One of the things I am most proud of from last school year is CareerSmarts, a new unit I developed for fourth grade, which I’d love to share with you. CareerSmarts is a student-driven, technology-based unit in which students learn about and connect their multiple intelligences and interests with future education and career possibilities. There’s even a fun gamification aspect – students challenge themselves to move to different levels by exploring multiple careers. While on the CareerSmarts journey, students learn about their own “smarts,” and explore and analyze a variety of careers by (more…)
Where will YOU be in 2033? I will most likely be enjoying retirement, but my current 4th graders will be very busy professionals. As the culmination of our CareerSmarts unit, each 4th grader imagined him/herself in a future career, wrote a script, and created an avatar who talked about his/her job. They did amazing work! You can read more about the CareerSmarts unit at Creating CareerSmarts, My Multiple Intelligences: The First Stop on the CareerSmarts Journey, CareerSmarts Task 2: Web-Based Career Exploration, Coordinating Career Day, and Kid-Created Career Trading Cards.
There were a few requirements for the project. First, the students had to choose a job that required at least a bachelor’s degree. In their scripts, they had to relate their career choice to (more…)
Lockdown practices have always been anxiety provoking, and are even more so since the Sandy Hook shooting brought the issue of potential in-school violence so close to home for students and staff. It doesn’t matter how many times you try to draw parallels between lockdown drills and fire drills – they are different and kids know it. In fire drills you are preparing to get away from danger; you take action to get yourself to safety and the “danger” only lasts as long as you’re in the building. In lockdown drills you prepare to hide from danger; your response is inaction, and there is no knowing how long the “danger” (even if it is only administrators checking for compliance) will last. Clear, simply stated discussions in advance of lockdown drills help, and now there’s a great resource to use when having these discussions with kids. (more…)
My sexual abuse prevention unit for second grade consists of three lessons, which revisit and build upon the skills and concepts covered in first grade. For these lessons you will need the books Scoop by Julia Cook and I Said No! A Kid to Kid Guide to Keeping Private Parts Private by Zack and Kimberly King, as well as scenarios from Teaching Kids How to Tell About Sexual Abuse and some coloring pages (linked below.) It will be helpful for you to familiarize yourself with the foundational information about how to teach sexual abuse prevention by reading the posts Teaching Kids How to Tell About Sexual Abuse and Teaching Kids to Recognize Grooming before you teach the lessons. You can link to all my posts about sexual abuse prevention lessons and resources by visiting A Collection of Sexual Abuse Prevention Resources. The objectives and ASCA National Standards addressed in this unit are listed at the end of the post.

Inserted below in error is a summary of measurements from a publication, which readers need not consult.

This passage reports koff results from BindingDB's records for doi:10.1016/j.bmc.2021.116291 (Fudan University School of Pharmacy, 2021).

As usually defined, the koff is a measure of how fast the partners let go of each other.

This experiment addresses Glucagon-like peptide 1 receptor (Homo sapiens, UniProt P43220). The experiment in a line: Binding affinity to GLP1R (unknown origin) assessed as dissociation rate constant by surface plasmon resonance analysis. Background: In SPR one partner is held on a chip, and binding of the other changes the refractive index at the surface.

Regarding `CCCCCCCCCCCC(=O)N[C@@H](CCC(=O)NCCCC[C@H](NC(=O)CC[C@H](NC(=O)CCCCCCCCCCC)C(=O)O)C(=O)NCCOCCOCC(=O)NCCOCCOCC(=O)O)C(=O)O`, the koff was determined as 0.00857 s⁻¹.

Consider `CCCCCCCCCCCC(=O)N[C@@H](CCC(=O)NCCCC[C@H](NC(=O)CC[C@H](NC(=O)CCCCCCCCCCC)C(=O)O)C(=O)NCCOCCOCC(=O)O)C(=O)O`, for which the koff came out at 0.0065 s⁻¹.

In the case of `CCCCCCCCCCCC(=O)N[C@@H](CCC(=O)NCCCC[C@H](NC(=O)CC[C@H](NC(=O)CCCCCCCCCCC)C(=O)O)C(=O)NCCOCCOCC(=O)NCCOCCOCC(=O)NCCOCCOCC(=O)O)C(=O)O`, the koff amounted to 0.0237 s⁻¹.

It’s finally out – the crowd-sourced music video of Stand! The singer, Charleigh Gere is a middle school student in our district, who decided to take a stand herself and do something to help other kids stop bullying. The video is comprised of clips of students from all over the world singing, dancing, acting, writing, and signing, united to end bullying. My counseling partner Amy worked with some of her 3rd and 5th grade groups to create clips, which they submitted for the video (some of them even made the cut!). Amy and I use the song (available in iTunes) in our bullying prevention units and the kids LOVE it! And now here’s the video, which will be a great addition to any lesson about bullying! (more…)
I’m always tweaking and working to improve my lessons and units – I want to make sure that they’re meaningful and engaging, and that kids are learning and applying what they’ve learned in real-life settings. Also, I am addicted to just love figuring out how to incorporate new ideas and techniques! (Which may have something to do with why my to-do list is completely ridiculous.) Most recently, I set my sights on my fourth grade bullying prevention unit. Even though this unit has been impactful and well-received, I wanted to: (1) experiment with how integrating technology and art might expand kids’ understanding about bullying; (2) see how this could help me assess student learning; and (3) increase my knowledge about how best to address the Common Core standards within the counseling curriculum. It was a LOT of work, but the outcome has been amazing! (more…)